Bound By Gravity –  Paragon Theorem (reviewed by Dave Franklin)

The extreme end of rock and its younger, more muscle-bound, brother have undergone many changes since its 70’s golden age. But everything evolves, it’s only natural, it’s only healthy. I must admit I fell out of love with a lot of what was going on in this corner of music when melody and lyricism seemed to get subsumed by testosterone fuelled musical excess, a blatant more is more attitude and the rise of screamo vocals that sounded as if someone was holding a political rally in the seventh circle of hell. 

Thankfully some bands have stayed the course, have applied metallic urges to rock music and also rock swagger to the cavernous metal realms. The result, as Bound By Gravity deftly shows, is music that mixes drama with deftness, power with poise, which remembers the importance of melodicism even whilst using it to drive home white hot riffs and tsunami beats. Paragon Theorem are a band who understand enough of the basics that they root their music in a solid, groovesome and addictive place so that they can wander the more excessive realms of rock knowing that they have the perfect safety net.

As the title track shows they have an assured way with the rock riff, one that leads back to the root of what the genre is all about but which also plays with edge and technical, often almost mathy, structures. As a balance it employs infectious gang vocals, neat turns of phrase and more than anything space to let the engine flow uninhibited. This is a band that gets it! A.P. B. Shows that they can get their funk on, Marvel opens on some delicate acoustica and some almost Floydian atmospherics, something that The Heist then takes to its logical conclusion and  Combustion is swaggering street rock at its finest.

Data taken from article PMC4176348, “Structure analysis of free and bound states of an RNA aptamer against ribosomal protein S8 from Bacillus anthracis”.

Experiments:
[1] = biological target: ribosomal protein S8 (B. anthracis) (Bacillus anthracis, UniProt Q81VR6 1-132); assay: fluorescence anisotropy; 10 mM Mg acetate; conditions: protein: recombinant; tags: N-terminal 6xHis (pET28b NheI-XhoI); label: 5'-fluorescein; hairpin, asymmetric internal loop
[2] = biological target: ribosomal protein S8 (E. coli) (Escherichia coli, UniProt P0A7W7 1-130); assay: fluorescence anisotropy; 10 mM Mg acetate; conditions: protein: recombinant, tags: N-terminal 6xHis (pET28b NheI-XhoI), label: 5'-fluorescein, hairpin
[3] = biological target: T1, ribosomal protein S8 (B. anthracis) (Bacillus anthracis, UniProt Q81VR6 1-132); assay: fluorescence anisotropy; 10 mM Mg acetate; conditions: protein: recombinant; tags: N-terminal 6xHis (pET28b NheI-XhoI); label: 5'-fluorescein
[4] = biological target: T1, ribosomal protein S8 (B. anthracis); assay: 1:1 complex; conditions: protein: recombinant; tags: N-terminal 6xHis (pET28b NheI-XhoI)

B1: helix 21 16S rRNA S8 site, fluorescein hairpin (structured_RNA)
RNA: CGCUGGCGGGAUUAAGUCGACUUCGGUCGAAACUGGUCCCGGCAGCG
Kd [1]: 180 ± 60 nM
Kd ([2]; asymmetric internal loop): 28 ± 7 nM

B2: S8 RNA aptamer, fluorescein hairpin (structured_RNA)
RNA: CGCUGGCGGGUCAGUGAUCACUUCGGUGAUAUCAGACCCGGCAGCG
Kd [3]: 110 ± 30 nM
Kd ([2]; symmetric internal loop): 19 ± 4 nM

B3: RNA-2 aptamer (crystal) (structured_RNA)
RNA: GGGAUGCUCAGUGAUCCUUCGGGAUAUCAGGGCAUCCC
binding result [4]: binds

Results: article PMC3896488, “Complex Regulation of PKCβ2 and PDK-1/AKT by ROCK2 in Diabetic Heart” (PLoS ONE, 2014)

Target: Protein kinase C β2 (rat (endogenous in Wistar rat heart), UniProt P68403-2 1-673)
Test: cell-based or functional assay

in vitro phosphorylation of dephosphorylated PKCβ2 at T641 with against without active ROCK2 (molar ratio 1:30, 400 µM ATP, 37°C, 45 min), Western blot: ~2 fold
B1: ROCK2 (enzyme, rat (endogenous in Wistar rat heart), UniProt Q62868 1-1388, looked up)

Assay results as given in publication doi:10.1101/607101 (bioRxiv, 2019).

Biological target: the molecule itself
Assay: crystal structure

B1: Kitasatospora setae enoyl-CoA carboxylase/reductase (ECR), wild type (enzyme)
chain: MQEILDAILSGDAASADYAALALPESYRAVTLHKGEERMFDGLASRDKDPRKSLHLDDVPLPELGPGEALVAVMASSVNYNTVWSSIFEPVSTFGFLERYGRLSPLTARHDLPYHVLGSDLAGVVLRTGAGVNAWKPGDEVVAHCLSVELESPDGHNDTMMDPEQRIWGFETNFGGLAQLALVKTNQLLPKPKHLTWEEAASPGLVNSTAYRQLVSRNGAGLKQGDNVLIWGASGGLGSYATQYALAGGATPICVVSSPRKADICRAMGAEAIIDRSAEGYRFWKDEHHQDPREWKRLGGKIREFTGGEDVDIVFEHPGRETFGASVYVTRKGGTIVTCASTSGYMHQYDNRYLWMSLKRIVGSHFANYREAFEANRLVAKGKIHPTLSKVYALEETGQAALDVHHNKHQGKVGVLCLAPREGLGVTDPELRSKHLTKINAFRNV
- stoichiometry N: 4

It’s clever, not something you get to say about rock bands much at the moment, but it is…very. The perfect blend of dumb, foot on the monitor rock and roll and perfectly executed and deftly woven composition, it stops short of more wayward progressive urges but is certainly many levels above your average rock posse who just want to recreate the three chord salad days of the genre. Not that there is anything wrong with keeping things simple but when you can write songs that are intricate, articulate and endearing but which still manage to have the same impact as those early classics then it is an opportunity that shouldn’t be missed.

This is rock music for today. You can see where its influences lay but you can say that about all music to a degree. The clever thing here though is that whilst there is a certain amount of backward glancing and plenty of contemporary vibes going on, there is never any doubt that this is a band striding confidently into a glorious future for rock music.

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